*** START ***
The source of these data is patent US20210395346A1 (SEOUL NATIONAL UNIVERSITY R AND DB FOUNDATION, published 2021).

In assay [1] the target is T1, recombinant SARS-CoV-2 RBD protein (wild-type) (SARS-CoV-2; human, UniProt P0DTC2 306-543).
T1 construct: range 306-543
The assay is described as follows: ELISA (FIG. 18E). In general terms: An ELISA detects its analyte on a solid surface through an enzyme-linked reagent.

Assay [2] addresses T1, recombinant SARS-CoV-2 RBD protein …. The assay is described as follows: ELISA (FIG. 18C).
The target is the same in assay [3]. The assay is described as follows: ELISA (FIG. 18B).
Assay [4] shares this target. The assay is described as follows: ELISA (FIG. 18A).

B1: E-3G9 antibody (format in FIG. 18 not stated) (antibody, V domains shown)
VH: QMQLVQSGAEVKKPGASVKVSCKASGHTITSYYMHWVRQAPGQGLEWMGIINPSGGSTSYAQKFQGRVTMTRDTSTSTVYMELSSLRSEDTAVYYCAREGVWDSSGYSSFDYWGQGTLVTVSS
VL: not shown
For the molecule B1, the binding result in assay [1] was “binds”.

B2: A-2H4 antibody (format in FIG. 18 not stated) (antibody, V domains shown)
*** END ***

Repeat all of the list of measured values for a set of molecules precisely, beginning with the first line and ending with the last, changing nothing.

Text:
The source of these data is patent US20210395346A1 (SEOUL NATIONAL UNIVERSITY R AND DB FOUNDATION, published 2021).

In assay [1] the target is T1, recombinant SARS-CoV-2 RBD protein (wild-type) (SARS-CoV-2; human, UniProt P0DTC2 306-543).
T1 construct: range 306-543
The assay is described as follows: ELISA (FIG. 18E). In general terms: An ELISA detects its analyte on a solid surface through an enzyme-linked reagent.

Assay [2] addresses T1, recombinant SARS-CoV-2 RBD protein …. The assay is described as follows: ELISA (FIG. 18C).
The target is the same in assay [3]. The assay is described as follows: ELISA (FIG. 18B).
Assay [4] shares this target. The assay is described as follows: ELISA (FIG. 18A).

B1: E-3G9 antibody (format in FIG. 18 not stated) (antibody, V domains shown)
VH: QMQLVQSGAEVKKPGASVKVSCKASGHTITSYYMHWVRQAPGQGLEWMGIINPSGGSTSYAQKFQGRVTMTRDTSTSTVYMELSSLRSEDTAVYYCAREGVWDSSGYSSFDYWGQGTLVTVSS
VL: not shown
For the molecule B1, the binding result in assay [1] was “binds”.

B2: A-2H4 antibody (format in FIG. 18 not stated) (antibody, V domains shown)